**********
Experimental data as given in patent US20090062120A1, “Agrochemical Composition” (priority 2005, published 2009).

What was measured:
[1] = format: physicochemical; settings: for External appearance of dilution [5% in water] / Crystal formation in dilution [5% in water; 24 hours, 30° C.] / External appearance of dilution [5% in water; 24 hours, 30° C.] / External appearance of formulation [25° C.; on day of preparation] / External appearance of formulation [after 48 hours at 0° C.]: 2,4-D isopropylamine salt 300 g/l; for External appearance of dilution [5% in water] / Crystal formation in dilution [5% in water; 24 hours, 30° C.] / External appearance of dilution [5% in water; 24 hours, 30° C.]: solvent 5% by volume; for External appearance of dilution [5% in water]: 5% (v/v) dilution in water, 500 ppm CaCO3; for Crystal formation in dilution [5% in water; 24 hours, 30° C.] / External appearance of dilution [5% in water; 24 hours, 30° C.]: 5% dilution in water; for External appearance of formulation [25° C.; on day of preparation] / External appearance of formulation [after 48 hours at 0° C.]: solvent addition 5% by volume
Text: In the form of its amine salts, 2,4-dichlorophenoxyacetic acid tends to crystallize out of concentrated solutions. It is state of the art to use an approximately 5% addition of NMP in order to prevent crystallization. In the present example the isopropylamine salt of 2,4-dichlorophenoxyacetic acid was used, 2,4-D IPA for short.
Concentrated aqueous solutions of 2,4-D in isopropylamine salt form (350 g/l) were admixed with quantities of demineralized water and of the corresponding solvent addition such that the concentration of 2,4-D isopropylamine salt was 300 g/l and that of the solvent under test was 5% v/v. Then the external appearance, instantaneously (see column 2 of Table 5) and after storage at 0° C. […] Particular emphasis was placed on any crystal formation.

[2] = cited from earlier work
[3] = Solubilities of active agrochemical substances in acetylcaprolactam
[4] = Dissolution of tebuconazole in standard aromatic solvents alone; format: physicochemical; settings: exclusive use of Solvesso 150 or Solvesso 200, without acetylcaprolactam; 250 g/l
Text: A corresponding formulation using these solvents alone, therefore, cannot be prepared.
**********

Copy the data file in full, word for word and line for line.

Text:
Experimental data as given in patent US20090062120A1, “Agrochemical Composition” (priority 2005, published 2009).

What was measured:
[1] = format: physicochemical; settings: for External appearance of dilution [5% in water] / Crystal formation in dilution [5% in water; 24 hours, 30° C.] / External appearance of dilution [5% in water; 24 hours, 30° C.] / External appearance of formulation [25° C.; on day of preparation] / External appearance of formulation [after 48 hours at 0° C.]: 2,4-D isopropylamine salt 300 g/l; for External appearance of dilution [5% in water] / Crystal formation in dilution [5% in water; 24 hours, 30° C.] / External appearance of dilution [5% in water; 24 hours, 30° C.]: solvent 5% by volume; for External appearance of dilution [5% in water]: 5% (v/v) dilution in water, 500 ppm CaCO3; for Crystal formation in dilution [5% in water; 24 hours, 30° C.] / External appearance of dilution [5% in water; 24 hours, 30° C.]: 5% dilution in water; for External appearance of formulation [25° C.; on day of preparation] / External appearance of formulation [after 48 hours at 0° C.]: solvent addition 5% by volume
Text: In the form of its amine salts, 2,4-dichlorophenoxyacetic acid tends to crystallize out of concentrated solutions. It is state of the art to use an approximately 5% addition of NMP in order to prevent crystallization. In the present example the isopropylamine salt of 2,4-dichlorophenoxyacetic acid was used, 2,4-D IPA for short.
Concentrated aqueous solutions of 2,4-D in isopropylamine salt form (350 g/l) were admixed with quantities of demineralized water and of the corresponding solvent addition such that the concentration of 2,4-D isopropylamine salt was 300 g/l and that of the solvent under test was 5% v/v. Then the external appearance, instantaneously (see column 2 of Table 5) and after storage at 0° C. […] Particular emphasis was placed on any crystal formation.

[2] = cited from earlier work
[3] = Solubilities of active agrochemical substances in acetylcaprolactam
[4] = Dissolution of tebuconazole in standard aromatic solvents alone; format: physicochemical; settings: exclusive use of Solvesso 150 or Solvesso 200, without acetylcaprolactam; 250 g/l
Text: A corresponding formulation using these solvents alone, therefore, cannot be prepared.